Monday, Guyana’s national emergency system took the unusual step of asking the low-lying Caribbean Community nation to prepare for Tropical Depression Kirk because it is expected to become a full-scale depression by midweek and could dump tons of rainfall in a country that is normally far away from passing annual hurricanes.

Civil Defense Commission Director Lt. Col Kester Craig said current projections show that Kirk could pass “unusually close to Guyana,” so the agency has taken the abnormal step of asking citizens to take precautionary measures because the current hot and dry conditions could change drastically by midweek.

“There is a possibility of heavy rainfall, thunderstorms and high winds,” Craig said of the current trajectory should the storm pass just outside Guyana’s northern regions.

Craig said preparations would be ramped up by Tuesday if the storm maintains its current path because it would bring problems for Guyana, with heavy rains that could possibly cause flooding.

Several other countries in the general area that do not normally sweat about hurricanes have also put their citizens on alert, including Trinidad, which is the most southerly of all Caribbean islands and just 7 miles off the coast of Venezuela.

Authorities there said they ordered 14 municipalities to closely monitor the development and path of Kirk because its characteristics are definitely showing that it will move from a depression to a full tropical storm. The region is in the peak of the 2018 storm season. Local government minister, Kazim Hosein, urged the nation to both pray and prepare.

“We may not be affected by this tropical storm, but we must do what we can to safeguard our loved ones and homes,” he said. “I encourage people to take note of the disaster management hotlines that are in place for emergency use, to keep monitoring the news to be informed of further developments and to put together their emergency kits with reserves of water and other necessities in case they are needed. Along with the rest of the nation, I pray that we are not affected and hope that the system weakens and veers away from the island chain altogether, but we are getting organized just in case.”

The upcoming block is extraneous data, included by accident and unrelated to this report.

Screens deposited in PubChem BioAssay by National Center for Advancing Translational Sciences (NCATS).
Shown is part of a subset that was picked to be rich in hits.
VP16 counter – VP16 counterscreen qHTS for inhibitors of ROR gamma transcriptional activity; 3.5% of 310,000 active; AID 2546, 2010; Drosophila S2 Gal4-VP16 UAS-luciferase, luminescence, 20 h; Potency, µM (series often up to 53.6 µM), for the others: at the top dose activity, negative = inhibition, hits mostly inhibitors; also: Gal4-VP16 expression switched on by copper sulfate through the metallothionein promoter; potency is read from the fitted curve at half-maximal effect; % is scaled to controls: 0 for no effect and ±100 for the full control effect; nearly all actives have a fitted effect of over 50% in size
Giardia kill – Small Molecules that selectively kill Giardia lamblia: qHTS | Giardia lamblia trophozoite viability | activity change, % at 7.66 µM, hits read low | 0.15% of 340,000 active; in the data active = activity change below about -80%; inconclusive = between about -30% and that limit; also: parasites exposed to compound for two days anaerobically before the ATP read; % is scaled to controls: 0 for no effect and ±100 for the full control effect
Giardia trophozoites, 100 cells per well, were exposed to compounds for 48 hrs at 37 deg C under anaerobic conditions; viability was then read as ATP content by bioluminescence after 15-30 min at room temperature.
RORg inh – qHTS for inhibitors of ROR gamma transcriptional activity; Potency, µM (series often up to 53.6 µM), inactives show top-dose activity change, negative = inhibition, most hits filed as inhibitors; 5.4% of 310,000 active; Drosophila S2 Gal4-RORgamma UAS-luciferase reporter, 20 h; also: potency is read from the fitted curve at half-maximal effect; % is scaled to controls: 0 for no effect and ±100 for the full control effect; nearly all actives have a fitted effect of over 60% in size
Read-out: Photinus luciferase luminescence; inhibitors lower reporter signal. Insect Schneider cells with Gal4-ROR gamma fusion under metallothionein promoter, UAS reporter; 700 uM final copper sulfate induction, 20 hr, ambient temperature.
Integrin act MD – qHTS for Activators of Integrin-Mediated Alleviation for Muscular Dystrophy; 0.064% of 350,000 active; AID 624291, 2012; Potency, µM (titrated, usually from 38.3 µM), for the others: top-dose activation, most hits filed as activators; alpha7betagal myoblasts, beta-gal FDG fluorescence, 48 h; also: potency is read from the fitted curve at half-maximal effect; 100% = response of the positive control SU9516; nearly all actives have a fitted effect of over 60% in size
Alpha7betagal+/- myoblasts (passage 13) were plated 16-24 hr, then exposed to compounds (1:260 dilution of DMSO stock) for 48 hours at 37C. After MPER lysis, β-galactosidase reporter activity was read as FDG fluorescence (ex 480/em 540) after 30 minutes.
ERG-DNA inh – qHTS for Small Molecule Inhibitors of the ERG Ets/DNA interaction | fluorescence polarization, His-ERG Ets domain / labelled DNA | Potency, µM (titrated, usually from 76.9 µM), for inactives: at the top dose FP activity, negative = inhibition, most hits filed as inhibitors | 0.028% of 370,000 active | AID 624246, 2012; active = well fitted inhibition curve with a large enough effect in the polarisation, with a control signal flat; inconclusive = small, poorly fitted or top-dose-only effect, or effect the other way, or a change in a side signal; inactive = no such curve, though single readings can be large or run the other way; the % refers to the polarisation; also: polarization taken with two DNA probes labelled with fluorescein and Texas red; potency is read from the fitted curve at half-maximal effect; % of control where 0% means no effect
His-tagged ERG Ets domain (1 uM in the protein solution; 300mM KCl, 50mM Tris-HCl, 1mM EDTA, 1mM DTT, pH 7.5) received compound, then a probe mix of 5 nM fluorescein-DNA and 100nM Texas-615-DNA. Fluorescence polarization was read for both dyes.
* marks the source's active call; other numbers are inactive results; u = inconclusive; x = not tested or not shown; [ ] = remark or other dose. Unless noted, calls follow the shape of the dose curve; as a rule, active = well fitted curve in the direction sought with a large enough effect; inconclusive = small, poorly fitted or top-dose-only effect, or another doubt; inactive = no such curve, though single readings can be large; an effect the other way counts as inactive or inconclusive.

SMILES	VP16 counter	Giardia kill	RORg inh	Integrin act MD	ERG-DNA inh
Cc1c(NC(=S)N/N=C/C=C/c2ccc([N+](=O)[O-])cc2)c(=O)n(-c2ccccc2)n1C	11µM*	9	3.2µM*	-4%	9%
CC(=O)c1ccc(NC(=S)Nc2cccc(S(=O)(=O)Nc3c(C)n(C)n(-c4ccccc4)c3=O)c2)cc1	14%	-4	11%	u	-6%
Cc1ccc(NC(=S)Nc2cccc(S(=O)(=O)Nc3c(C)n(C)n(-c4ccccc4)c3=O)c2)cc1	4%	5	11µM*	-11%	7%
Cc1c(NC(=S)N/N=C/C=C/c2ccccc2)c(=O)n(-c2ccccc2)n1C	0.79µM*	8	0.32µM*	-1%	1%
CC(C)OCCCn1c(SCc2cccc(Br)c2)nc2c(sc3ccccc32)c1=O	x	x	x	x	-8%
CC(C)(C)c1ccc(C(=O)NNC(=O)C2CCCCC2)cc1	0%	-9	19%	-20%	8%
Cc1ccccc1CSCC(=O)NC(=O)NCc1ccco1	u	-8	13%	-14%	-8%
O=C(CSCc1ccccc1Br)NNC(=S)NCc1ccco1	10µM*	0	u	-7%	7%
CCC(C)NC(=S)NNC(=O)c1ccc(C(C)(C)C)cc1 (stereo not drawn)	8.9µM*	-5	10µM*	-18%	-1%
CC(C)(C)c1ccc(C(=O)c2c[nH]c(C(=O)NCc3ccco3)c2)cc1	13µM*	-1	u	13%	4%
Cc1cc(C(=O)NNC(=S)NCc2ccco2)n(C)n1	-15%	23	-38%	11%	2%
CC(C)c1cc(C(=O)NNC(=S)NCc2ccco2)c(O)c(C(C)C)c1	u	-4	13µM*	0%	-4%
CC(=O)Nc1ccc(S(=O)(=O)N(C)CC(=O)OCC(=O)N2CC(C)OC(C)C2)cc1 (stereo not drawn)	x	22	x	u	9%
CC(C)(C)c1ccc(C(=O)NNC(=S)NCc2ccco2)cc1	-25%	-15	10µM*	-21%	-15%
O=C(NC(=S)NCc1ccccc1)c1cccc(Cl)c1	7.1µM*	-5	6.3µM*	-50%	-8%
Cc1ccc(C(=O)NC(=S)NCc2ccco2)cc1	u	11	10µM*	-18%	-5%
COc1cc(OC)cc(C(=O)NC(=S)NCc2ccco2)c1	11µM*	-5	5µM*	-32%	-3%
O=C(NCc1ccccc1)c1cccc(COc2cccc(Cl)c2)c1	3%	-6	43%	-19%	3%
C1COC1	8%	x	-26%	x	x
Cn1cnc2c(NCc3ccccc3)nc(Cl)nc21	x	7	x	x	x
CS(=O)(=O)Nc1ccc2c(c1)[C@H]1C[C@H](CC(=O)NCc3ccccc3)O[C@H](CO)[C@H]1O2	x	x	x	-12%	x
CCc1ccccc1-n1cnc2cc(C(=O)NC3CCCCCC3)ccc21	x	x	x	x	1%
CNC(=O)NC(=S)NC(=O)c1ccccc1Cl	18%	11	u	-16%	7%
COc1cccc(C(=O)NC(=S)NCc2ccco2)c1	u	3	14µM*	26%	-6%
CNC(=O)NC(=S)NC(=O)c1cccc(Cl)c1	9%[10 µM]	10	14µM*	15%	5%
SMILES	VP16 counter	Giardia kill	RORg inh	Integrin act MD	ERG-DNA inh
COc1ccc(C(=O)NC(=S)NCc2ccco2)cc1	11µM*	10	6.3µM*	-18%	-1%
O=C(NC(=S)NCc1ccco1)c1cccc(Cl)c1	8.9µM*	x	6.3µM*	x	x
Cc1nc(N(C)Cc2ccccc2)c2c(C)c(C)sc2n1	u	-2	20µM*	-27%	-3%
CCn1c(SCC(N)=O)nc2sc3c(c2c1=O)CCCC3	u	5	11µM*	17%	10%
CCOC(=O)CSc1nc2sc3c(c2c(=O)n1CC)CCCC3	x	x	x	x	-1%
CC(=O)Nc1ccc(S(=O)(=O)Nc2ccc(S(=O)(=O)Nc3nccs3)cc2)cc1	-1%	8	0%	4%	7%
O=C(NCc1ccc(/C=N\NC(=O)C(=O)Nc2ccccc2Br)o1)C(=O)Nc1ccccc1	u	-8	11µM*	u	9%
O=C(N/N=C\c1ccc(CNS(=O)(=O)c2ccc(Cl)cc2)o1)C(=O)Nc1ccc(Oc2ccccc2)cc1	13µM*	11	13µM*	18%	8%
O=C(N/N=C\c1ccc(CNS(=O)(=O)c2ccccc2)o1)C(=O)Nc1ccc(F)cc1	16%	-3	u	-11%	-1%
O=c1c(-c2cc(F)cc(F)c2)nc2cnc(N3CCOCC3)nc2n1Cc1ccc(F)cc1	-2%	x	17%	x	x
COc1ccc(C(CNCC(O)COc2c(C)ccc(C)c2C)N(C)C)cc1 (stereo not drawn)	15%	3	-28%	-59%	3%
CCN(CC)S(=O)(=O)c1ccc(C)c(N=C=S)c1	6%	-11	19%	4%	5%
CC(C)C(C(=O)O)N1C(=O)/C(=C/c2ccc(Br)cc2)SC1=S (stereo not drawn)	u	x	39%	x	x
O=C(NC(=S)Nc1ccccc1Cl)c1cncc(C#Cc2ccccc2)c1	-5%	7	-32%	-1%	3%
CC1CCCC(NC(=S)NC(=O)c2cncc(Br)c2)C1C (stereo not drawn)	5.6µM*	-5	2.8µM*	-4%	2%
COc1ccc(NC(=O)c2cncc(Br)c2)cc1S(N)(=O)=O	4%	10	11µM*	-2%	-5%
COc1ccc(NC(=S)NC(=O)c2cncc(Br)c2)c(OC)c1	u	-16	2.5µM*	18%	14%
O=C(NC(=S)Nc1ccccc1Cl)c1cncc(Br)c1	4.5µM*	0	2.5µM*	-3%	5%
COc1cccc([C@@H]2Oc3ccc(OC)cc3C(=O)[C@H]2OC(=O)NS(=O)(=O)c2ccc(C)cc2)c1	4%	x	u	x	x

Officials said that maximum winds as of Monday had reached approximately 40 miles per hour, with much stronger gusts. That is the reason authorities in both Guyana and neighboring Trinidad fear that the two nations could be affected by strong gusts from outer bands. Both nations are normally outside the damage area of annual hurricanes because hurricanes are not yet fully developed so far south in the Atlantic.

Ahead of Kirk is tropical depression No. 11, but officials say it is expected to dissipate later in the week because it is poorly organized.

Kirk is expected to reach close to the small island nations of the Eastern Caribbean by Thursday or Friday. Some of these had horrible experiences from mega-storms Irma and Maria last year and barely escaped Florence in early September. Florence battered the Carolinas and dumped heavy rains on several Eastern Seaboard states in the U.S.